Intra- and interspecific variation in primate gene expression patterns

Wolfgang Enard, Philipp Khaitovich, Joachim Klose, Sebastian Zöllner, Florian Heissig, Patrick Giavalisco, Kay Nieselt-Struwe, Elaine Muchmore, Ajit Varki, Rivka Ravid, Gaby M. Doxiadis, Ronald E. Bontrop, Svante Pääbo

Research output: Contribution to journalArticlepeer-review

678 Citations (Scopus)


Although humans and their closest evolutionary relatives, the chimpanzees, are 98.7% identical in their genomic DNA sequences, they differ in many morphological, behavioral, and cognitive aspects. The underlying genetic basis of many of these differences may be altered gene expression. We have compared the transcriptome in blood leukocytes, liver, and brain of humans, chimpanzees, orangutans, and macaques using microarrays, as well as protein expression patterns of humans and chimpanzees using two-dimensional gel electrophoresis. We also studied three mouse species that are approximately as related to each other as are humans, chimpanzees, and orangutans. We identified species-specific gene expression patterns indicating that changes in protein and gene expression have been particularly pronounced in the human brain.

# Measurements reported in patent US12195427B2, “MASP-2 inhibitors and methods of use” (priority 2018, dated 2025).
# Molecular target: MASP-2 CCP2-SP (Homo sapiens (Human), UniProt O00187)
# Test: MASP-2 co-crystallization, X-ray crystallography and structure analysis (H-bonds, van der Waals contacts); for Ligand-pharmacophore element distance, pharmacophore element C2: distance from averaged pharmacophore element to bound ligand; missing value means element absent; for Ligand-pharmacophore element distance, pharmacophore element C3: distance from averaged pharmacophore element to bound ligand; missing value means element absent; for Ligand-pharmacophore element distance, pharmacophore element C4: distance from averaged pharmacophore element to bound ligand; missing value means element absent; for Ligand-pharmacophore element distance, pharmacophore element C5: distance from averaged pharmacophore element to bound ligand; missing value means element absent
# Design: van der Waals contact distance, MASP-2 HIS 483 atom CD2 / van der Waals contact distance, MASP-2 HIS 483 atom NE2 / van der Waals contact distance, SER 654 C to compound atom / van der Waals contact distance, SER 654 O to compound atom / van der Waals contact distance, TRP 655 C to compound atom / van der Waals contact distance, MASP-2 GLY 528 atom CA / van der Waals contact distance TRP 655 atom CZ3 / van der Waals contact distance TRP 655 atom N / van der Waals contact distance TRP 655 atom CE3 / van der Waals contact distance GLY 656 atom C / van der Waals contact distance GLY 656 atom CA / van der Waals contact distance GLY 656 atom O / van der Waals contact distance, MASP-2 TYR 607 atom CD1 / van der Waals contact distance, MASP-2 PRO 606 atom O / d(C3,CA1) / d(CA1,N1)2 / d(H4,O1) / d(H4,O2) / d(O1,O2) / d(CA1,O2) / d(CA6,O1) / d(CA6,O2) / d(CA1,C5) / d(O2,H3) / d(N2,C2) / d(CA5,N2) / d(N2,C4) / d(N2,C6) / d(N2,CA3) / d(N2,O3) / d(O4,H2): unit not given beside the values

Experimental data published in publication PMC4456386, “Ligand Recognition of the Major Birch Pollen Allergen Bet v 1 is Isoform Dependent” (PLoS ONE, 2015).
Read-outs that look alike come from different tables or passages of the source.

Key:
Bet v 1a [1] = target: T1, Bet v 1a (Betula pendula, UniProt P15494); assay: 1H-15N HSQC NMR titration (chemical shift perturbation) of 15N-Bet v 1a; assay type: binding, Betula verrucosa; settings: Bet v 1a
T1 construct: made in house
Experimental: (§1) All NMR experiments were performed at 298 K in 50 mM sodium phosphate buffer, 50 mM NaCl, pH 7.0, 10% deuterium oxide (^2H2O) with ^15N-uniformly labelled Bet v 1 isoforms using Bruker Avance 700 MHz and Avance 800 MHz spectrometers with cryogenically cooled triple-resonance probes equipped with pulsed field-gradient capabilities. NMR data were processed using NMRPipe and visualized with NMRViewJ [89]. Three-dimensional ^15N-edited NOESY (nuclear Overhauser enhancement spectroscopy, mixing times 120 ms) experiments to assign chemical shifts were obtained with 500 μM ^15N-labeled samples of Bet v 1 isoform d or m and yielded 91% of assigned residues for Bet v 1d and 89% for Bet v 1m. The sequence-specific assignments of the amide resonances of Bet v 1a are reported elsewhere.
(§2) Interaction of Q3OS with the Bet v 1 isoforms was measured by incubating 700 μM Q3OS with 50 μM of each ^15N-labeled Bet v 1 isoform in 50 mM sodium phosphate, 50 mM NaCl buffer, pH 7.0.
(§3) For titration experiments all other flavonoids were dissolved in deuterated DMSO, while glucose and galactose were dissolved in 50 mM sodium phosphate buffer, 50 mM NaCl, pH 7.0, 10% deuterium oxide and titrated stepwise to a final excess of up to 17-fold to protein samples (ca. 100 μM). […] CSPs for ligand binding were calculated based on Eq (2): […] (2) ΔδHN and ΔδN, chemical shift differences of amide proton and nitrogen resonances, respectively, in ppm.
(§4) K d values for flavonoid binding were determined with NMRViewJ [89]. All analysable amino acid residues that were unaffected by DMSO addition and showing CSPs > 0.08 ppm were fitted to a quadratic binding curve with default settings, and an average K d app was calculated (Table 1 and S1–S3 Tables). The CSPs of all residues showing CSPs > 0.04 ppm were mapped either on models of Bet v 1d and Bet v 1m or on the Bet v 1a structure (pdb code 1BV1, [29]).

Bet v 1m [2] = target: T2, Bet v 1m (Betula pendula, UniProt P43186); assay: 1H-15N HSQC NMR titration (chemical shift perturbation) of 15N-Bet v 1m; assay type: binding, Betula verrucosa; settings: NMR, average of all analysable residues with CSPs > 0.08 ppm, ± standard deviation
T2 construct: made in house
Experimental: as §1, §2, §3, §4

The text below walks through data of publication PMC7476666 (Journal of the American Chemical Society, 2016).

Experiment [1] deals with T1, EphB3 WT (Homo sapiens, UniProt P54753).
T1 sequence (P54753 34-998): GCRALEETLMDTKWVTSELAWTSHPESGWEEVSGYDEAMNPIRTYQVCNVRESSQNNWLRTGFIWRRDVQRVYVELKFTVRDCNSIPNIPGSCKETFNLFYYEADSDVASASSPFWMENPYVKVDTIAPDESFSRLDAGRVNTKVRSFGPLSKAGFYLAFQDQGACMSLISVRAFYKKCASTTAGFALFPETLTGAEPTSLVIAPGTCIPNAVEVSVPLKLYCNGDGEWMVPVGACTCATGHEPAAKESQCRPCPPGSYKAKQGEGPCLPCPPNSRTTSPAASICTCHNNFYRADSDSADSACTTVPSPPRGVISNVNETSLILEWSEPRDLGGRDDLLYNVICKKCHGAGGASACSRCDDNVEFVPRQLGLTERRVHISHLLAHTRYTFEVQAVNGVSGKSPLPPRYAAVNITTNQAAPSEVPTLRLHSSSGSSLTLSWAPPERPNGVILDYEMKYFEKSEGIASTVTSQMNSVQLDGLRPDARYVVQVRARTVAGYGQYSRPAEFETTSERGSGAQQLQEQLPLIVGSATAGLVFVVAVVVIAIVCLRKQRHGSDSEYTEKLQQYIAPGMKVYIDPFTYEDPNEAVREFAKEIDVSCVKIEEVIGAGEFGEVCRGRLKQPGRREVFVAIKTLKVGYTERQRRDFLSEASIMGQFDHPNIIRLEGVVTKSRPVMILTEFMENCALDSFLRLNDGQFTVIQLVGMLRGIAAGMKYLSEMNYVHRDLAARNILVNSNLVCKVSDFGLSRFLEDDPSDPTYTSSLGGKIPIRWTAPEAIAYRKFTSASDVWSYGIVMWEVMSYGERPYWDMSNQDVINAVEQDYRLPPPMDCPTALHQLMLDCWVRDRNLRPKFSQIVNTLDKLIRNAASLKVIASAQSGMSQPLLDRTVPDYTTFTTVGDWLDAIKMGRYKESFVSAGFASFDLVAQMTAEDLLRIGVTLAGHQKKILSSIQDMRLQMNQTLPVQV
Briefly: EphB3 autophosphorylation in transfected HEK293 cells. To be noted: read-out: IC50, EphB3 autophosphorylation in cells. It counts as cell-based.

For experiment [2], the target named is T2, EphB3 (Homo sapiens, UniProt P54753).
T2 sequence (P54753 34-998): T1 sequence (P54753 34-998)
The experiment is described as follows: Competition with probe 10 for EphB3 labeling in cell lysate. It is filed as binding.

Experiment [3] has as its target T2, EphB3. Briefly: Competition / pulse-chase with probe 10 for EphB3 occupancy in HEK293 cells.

Original languageEnglish
Pages (from-to)340-343
Number of pages4
Issue number5566
Publication statusPublished - 12 Apr 2002
Externally publishedYes


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